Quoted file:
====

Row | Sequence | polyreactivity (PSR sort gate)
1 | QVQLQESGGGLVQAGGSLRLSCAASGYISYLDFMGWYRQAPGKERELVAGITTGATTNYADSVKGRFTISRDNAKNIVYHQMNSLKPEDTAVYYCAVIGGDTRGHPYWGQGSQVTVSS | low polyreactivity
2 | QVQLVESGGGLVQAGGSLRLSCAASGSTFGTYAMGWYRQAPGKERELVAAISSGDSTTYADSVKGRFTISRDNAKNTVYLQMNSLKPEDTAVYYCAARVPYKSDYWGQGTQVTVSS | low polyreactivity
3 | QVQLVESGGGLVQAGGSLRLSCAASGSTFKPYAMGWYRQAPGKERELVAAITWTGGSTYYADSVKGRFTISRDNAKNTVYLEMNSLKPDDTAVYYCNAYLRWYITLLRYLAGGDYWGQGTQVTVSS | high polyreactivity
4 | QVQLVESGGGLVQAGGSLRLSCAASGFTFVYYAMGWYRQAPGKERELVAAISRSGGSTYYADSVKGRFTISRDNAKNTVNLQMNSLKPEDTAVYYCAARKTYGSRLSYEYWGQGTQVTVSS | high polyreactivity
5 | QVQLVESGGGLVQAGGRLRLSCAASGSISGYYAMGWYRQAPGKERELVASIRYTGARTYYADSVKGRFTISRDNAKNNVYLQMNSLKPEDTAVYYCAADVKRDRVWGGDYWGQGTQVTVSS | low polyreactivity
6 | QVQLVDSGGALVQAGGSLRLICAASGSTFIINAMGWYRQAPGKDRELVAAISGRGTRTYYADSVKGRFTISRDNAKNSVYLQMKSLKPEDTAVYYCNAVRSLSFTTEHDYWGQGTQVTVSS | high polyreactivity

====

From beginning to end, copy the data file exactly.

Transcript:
Row | Sequence | polyreactivity (PSR sort gate)
1 | QVQLQESGGGLVQAGGSLRLSCAASGYISYLDFMGWYRQAPGKERELVAGITTGATTNYADSVKGRFTISRDNAKNIVYHQMNSLKPEDTAVYYCAVIGGDTRGHPYWGQGSQVTVSS | low polyreactivity
2 | QVQLVESGGGLVQAGGSLRLSCAASGSTFGTYAMGWYRQAPGKERELVAAISSGDSTTYADSVKGRFTISRDNAKNTVYLQMNSLKPEDTAVYYCAARVPYKSDYWGQGTQVTVSS | low polyreactivity
3 | QVQLVESGGGLVQAGGSLRLSCAASGSTFKPYAMGWYRQAPGKERELVAAITWTGGSTYYADSVKGRFTISRDNAKNTVYLEMNSLKPDDTAVYYCNAYLRWYITLLRYLAGGDYWGQGTQVTVSS | high polyreactivity
4 | QVQLVESGGGLVQAGGSLRLSCAASGFTFVYYAMGWYRQAPGKERELVAAISRSGGSTYYADSVKGRFTISRDNAKNTVNLQMNSLKPEDTAVYYCAARKTYGSRLSYEYWGQGTQVTVSS | high polyreactivity
5 | QVQLVESGGGLVQAGGRLRLSCAASGSISGYYAMGWYRQAPGKERELVASIRYTGARTYYADSVKGRFTISRDNAKNNVYLQMNSLKPEDTAVYYCAADVKRDRVWGGDYWGQGTQVTVSS | low polyreactivity
6 | QVQLVDSGGALVQAGGSLRLICAASGSTFIINAMGWYRQAPGKDRELVAAISGRGTRTYYADSVKGRFTISRDNAKNSVYLQMKSLKPEDTAVYYCNAVRSLSFTTEHDYWGQGTQVTVSS | high polyreactivity